I hope it's been a good Thanksgiving, where applicable. Here's what's been going on over on my humor blog the past week, another one in my low-power, high-Popeye mode:
- MiSTed: The Tale of Fatty Coon, Chapter III
- 60s Popeye: Popeyed Columbus, which could have gone much worse
- Statistics Saturday: Hypotheses about How the Premise to _Loonatics Unleashed_ Came About and while it is just some nattering silliness I would legitimately like to know where they started from and what got them to ``Wile E Coyote, only in a far-future dystopian city-planet'' because there's a story there.
- 60s Popeye: Popeye Thumb, the most Seymour Kneitel-iest of cartoons
- 60s Popeye: Barbecue for Two, which has to be good since Popeye’s in his old outfit and if you're just going to watch one cartoon this week, this is the one to do, because it was the pilot for the whole 60s-Popeye project and so is weird in interesting ways.
- What’s Going On In Mary Worth? What are Tommy and Brandy’s last names? August – November 2020
- 60s Popeye: Astro-Nut, in which Popeye just breaks the universe and if you're just going to read one review this week, this is the one to do, because I come up with a rationalization for why the cartoon makes no sense that I think actually does make sense, even if it probably wasn't what was in the mind of the people who made this nonsense.
- MiSTed: The Tale of Fatty Coon, Chapter IV
And now we close out our September 2019 extra trip to Cedar Point for some Halloweekends atmosphere. Place your bets about what comes up next on my photo roll!
The blue structure is the SlingShot reverse bungee ride, one of the upcharge attractions. What's interested me here is that big ... brush? ... on a tall pole. Its origin and purpose ... a mystery.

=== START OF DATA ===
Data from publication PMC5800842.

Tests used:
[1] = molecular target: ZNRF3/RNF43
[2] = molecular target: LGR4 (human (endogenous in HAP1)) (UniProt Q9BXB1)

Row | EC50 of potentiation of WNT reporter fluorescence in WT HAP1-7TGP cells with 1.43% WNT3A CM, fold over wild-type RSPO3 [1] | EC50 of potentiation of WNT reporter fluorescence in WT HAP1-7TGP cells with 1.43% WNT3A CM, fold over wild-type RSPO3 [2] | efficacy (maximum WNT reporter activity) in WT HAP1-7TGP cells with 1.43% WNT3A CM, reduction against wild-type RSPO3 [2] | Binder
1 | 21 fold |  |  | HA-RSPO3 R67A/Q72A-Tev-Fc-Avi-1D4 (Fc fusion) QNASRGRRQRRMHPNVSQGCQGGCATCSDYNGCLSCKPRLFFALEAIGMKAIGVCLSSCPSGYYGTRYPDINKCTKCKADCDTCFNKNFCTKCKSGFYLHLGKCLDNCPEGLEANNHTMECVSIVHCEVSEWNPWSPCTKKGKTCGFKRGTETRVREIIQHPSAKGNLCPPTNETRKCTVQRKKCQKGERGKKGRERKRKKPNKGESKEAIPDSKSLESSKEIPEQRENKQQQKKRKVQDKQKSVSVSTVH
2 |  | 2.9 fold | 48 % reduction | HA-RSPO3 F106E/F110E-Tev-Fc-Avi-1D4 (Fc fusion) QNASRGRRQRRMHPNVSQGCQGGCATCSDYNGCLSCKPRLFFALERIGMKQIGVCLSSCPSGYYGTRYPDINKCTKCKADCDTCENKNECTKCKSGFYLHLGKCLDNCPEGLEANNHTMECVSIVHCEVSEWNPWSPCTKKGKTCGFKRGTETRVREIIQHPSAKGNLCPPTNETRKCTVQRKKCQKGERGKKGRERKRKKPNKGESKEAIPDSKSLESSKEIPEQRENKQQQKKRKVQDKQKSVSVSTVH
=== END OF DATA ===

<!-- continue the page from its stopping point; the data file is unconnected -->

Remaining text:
Summer Brews, a drink stand that looks like it's open even though this was autumn. One of the increasing number of places to get beer in the park, though. Microbrews, they say.
The Singing Beaver, one of the Harvest Fear attractions near the Town Hall Museum. The animatronic was surely salvaged from the old river cruise attraction, although it's not set up to do anything.
Rack of Rats, another Harvest Fear decoration that looks like a midway game but is not actually playable.
Exterior of the Town Hall Museum, with decorations that look like bunny_hugger's parents' home decorations.
The Frontier Trail has a bunch of buildings salvaged from historical sites in Ohio; the EJ Hammer Blacksmith's has been around since like 1970 and theoretically offers horse rides. The C Watkins sign is part of the new Steel Vengeance-centered Frontiertown Cinematic Universe that they've been building up at the far end of the park. I don't know whether EJ Hammer's name is not long for this world.
Snake! I assume a real one but it seems out of place to have one posed so cinematically. (Also I seem to only have the one picture, which seems very out of character for me spotting wildlife at the park.)
Performers in one of the open-air venues. They had some sort of postapocalyptic-battle-of-the-bands theme thing going with the people at the stage I showed yesterday, the one with the 12E and J-Jet markings.
Blue Streak, the oldest roller coaster still at Cedar Point, given some decoration and a seasonal name for Halloweekends.
The ostrich on the Kiddie Kingdom antique carousel.
And a look at the Kiddie Kingdom carousel, where we closed out the night.
Trivia: 13th century Italian accountants adopted the practice of recording, in their ledgers, debts and credits from the perspective of the client. Eg, if they were owed ten ducats by Giovanni, they would write ``Giovanni must give ten ducats'', with the ``give'' eventually taken as implicit: ``Giovanni must ten ducats''. Source: Gold and Spices: The Rise of Commerce in the Middle Ages, Jean Favier.
Currently Reading: Barney Google and Snuffy Smith: 75 Years of an American Legend, Brian Walker.